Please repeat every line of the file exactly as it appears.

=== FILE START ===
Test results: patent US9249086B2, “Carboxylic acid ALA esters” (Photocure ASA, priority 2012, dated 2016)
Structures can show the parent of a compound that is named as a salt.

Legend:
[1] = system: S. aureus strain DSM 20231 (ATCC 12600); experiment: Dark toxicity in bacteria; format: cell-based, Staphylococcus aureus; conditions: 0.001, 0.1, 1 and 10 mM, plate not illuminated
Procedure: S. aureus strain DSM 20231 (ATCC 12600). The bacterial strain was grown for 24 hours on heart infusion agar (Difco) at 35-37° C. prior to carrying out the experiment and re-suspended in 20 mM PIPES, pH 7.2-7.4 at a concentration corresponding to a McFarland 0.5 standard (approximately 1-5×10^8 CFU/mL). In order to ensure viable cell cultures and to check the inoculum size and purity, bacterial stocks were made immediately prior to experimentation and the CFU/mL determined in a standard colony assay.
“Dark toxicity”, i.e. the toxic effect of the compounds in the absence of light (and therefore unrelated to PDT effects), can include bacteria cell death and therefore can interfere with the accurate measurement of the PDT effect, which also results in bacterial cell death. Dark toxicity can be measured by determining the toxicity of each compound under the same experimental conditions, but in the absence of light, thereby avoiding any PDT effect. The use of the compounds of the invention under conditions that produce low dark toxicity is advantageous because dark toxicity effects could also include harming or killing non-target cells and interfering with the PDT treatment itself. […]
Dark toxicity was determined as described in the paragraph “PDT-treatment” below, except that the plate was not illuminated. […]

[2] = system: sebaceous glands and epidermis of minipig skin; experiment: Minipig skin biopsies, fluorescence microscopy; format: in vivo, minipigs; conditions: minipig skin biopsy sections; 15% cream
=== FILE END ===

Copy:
Test results: patent US9249086B2, “Carboxylic acid ALA esters” (Photocure ASA, priority 2012, dated 2016)
Structures can show the parent of a compound that is named as a salt.

Legend:
[1] = system: S. aureus strain DSM 20231 (ATCC 12600); experiment: Dark toxicity in bacteria; format: cell-based, Staphylococcus aureus; conditions: 0.001, 0.1, 1 and 10 mM, plate not illuminated
Procedure: S. aureus strain DSM 20231 (ATCC 12600). The bacterial strain was grown for 24 hours on heart infusion agar (Difco) at 35-37° C. prior to carrying out the experiment and re-suspended in 20 mM PIPES, pH 7.2-7.4 at a concentration corresponding to a McFarland 0.5 standard (approximately 1-5×10^8 CFU/mL). In order to ensure viable cell cultures and to check the inoculum size and purity, bacterial stocks were made immediately prior to experimentation and the CFU/mL determined in a standard colony assay.
“Dark toxicity”, i.e. the toxic effect of the compounds in the absence of light (and therefore unrelated to PDT effects), can include bacteria cell death and therefore can interfere with the accurate measurement of the PDT effect, which also results in bacterial cell death. Dark toxicity can be measured by determining the toxicity of each compound under the same experimental conditions, but in the absence of light, thereby avoiding any PDT effect. The use of the compounds of the invention under conditions that produce low dark toxicity is advantageous because dark toxicity effects could also include harming or killing non-target cells and interfering with the PDT treatment itself. […]
Dark toxicity was determined as described in the paragraph “PDT-treatment” below, except that the plate was not illuminated. […]

[2] = system: sebaceous glands and epidermis of minipig skin; experiment: Minipig skin biopsies, fluorescence microscopy; format: in vivo, minipigs; conditions: minipig skin biopsy sections; 15% cream